Figure \(\PageIndex{3}\): Sliding wire device used for measuring surface tension; the device exerts a force to reduce the film’s surface area. The force needed to hold the wire in place is \(F = \gamma L = \gamma (2l)\), since there are two liquid surfaces attached to the wire. This force remains nearly constant as the film is stretched, until the film approaches its breaking point.

    Surface tension is the reason why liquids form bubbles and droplets. The inward surface tension force causes bubbles to be approximately spherical and raises the pressure of the gas trapped inside relative to atmospheric pressure outside. It can be shown that the gauge pressure \(P \) inside a spherical bubble is given by

    \[P = \dfrac{4\gamma}{r},\]

    where \(r\) is the radius of the bubble. Thus the pressure inside a bubble is greatest when the bubble is the smallest. Another bit of evidence for this is illustrated in Figure \(\PageIndex{4}\). When air is allowed to flow between two balloons of unequal size, the smaller balloon tends to collapse, filling the larger balloon.

    When two balloons are attached to the ends of a glass tube air flows from one to the other if their sizes are different.

    Figure \(\PageIndex{4}\): With the valve closed, two balloons of different sizes are attached to each end of a tube. Upon opening the valve, the smaller balloon decreases in size with the air moving to fill the larger balloon. The pressure in a spherical balloon is inversely proportional to its radius, so that the smaller balloon has a greater internal pressure than the larger balloon, resulting in this flow.

     

    Example \(\PageIndex{1}\): Surface Tension: Pressure Inside a Bubble

    Calculate the gauge pressure inside a soap bubble \(2.00 \times 10^{-4} m\) in radius using the surface tension for soapy water in Table. Convert this pressure to mm Hg.

    Strategy

    The radius is given and the surface tension can be found in Table, and so \(P\) can be found directly from the equation \(P = \frac{4\gamma}{r}\).

    Solution

    Substituding \(r\) and \(\gamma\) into this equation \(P = \frac{4\gamma}{r}\), we obtaiin

    \[P = \dfrac{4\gamma}{r} = \dfrac{4(0.037 \space N/m)}{2.00 \times 10^{-4}m} = 740 \space N/m^2 = 740 \space Pa.\]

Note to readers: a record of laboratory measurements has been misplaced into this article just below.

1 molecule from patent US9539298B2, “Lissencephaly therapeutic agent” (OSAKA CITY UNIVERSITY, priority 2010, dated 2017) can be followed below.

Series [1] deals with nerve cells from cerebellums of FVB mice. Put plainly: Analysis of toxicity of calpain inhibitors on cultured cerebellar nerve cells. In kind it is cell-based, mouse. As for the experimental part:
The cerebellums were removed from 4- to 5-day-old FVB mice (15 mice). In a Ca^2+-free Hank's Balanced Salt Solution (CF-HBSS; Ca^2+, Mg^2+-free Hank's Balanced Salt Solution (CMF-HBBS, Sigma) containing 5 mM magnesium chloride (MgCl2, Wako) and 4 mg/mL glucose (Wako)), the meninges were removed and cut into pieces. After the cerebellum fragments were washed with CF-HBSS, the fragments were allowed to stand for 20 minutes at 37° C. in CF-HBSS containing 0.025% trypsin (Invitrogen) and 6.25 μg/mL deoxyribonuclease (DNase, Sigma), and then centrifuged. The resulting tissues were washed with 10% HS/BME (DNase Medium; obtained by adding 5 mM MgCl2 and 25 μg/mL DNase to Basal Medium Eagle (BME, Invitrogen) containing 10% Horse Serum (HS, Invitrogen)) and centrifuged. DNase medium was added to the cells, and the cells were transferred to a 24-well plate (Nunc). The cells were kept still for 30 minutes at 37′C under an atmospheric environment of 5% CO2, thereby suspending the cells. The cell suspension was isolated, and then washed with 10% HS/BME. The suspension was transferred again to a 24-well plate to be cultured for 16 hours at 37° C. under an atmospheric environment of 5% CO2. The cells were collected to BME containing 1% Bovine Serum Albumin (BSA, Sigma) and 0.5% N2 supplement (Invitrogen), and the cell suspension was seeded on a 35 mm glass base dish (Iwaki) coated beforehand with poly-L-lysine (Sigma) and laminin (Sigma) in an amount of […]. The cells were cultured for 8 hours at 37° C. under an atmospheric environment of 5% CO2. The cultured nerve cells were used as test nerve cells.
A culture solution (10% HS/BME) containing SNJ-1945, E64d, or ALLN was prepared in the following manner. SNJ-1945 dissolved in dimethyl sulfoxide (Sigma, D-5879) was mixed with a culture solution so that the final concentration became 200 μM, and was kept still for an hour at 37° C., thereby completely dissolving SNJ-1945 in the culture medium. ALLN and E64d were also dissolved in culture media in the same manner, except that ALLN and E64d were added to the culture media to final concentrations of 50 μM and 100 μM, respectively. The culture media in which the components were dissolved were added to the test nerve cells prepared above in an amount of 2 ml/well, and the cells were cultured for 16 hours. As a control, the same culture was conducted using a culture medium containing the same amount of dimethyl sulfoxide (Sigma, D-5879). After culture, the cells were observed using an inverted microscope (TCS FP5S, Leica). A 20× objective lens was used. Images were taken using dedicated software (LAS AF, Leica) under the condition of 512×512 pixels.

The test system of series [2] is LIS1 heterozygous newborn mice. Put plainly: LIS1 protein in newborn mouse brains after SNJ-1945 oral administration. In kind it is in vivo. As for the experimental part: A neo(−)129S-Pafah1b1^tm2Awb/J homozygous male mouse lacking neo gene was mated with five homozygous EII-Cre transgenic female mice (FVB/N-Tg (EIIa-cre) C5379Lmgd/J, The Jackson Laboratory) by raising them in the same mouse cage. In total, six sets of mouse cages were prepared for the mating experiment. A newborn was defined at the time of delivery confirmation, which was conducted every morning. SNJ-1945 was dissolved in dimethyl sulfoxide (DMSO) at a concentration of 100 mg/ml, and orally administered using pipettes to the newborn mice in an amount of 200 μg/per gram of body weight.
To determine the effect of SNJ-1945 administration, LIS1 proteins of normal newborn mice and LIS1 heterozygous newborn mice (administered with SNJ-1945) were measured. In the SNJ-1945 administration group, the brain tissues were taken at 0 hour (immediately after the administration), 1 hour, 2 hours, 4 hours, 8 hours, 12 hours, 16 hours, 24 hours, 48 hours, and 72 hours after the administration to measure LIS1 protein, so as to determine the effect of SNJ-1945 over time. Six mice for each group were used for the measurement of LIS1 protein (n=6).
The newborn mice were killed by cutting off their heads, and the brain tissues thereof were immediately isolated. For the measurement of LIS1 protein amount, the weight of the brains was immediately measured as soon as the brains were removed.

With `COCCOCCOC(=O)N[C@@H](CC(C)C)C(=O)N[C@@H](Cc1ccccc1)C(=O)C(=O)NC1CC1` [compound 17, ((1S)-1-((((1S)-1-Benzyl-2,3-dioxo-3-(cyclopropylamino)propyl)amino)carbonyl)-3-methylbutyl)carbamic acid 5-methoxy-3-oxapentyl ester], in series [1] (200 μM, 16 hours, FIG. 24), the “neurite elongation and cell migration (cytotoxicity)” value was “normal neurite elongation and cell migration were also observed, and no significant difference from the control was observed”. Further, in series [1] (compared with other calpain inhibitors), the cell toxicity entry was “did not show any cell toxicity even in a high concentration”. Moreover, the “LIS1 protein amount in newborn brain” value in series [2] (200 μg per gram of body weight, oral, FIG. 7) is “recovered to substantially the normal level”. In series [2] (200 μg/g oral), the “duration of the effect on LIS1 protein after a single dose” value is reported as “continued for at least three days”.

We use a conversion factor to get this into units of mm Hg:

    \[P = (740 \space N/m^2)\dfrac{1.00 \space mm \space Hg}{133 \space N/m^2} = 5.56 \space mm \space Hg.\]

    Discussion

    Note that if a hole were to be made in the bubble, the air would be forced out, the bubble would decrease in radius, and the pressure inside would increase to atmospheric pressure (760 mm Hg).

    Our lungs contain hundreds of millions of mucus-lined sacs called alveoli, which are very similar in size, and about 0.1 mm in diameter. (See Figure.) You can exhale without muscle action by allowing surface tension to contract these sacs. Medical patients whose breathing is aided by a positive pressure respirator have air blown into the lungs, but are generally allowed to exhale on their own. Even if there is paralysis, surface tension in the alveoli will expel air from the lungs. Since pressure increases as the radii of the alveoli decrease, an occasional deep cleansing breath is needed to fully reinflate the alveoli. Respirators are programmed to do this and we find it natural, as do our companion dogs and cats, to take a cleansing breath before settling into a nap.

    The alveoli at the end of the lung tubes enable exhalation and do not allow inhalation due to the surface tension of the mucous lining.

    Figure \(\PageIndex{5}\): Bronchial tubes in the lungs branch into ever-smaller structures, finally ending in alveoli. The alveoli act like tiny bubbles. The surface tension of their mucous lining aids in exhalation and can prevent inhalation if too great.

    The tension in the walls of the alveoli results from the membrane tissue and a liquid on the walls of the alveoli containing a long lipoprotein that acts as a surfactant (a surface-tension reducing substance). The need for the surfactant results from the tendency of small alveoli to collapse and the air to fill into the larger alveoli making them even larger (as demonstrated in Figure). During inhalation, the lipoprotein molecules are pulled apart and the wall tension increases as the radius increases (increased surface tension). During exhalation, the molecules slide back together and the surface tension decreases, helping to prevent a collapse of the alveoli. The surfactant therefore serves to change the wall tension so that small alveoli don’t collapse and large alveoli are prevented from expanding too much. This tension change is a unique property of these surfactants, and is not shared by detergents (which simply lower surface tension). (See Figure.)

    Graph of surface tension as a function of surface area for detergents and interstitial fluids.

    Figure \(\PageIndex{6}\): Surface tension as a function of surface area. The surface tension for lung surfactant decreases with decreasing area. This ensures that small alveoli don’t collapse and large alveoli are not able to over expand.

    If water gets into the lungs, the surface tension is too great and you cannot inhale. This is a severe problem in resuscitating drowning victims. A similar problem occurs in newborn infants who are born without this surfactant—their lungs are very difficult to inflate. This condition is known as hyaline membrane disease and is a leading cause of death for infants, particularly in premature births. Some success has been achieved in treating hyaline membrane disease by spraying a surfactant into the infant’s breathing passages. Emphysema produces the opposite problem with alveoli. Alveolar walls of emphysema victims deteriorate, and the sacs combine to form larger sacs. Because pressure produced by surface tension decreases with increasing radius, these larger sacs produce smaller pressure, reducing the ability of emphysema victims to exhale. A common test for emphysema is to measure the pressure and volume of air that can be exhaled.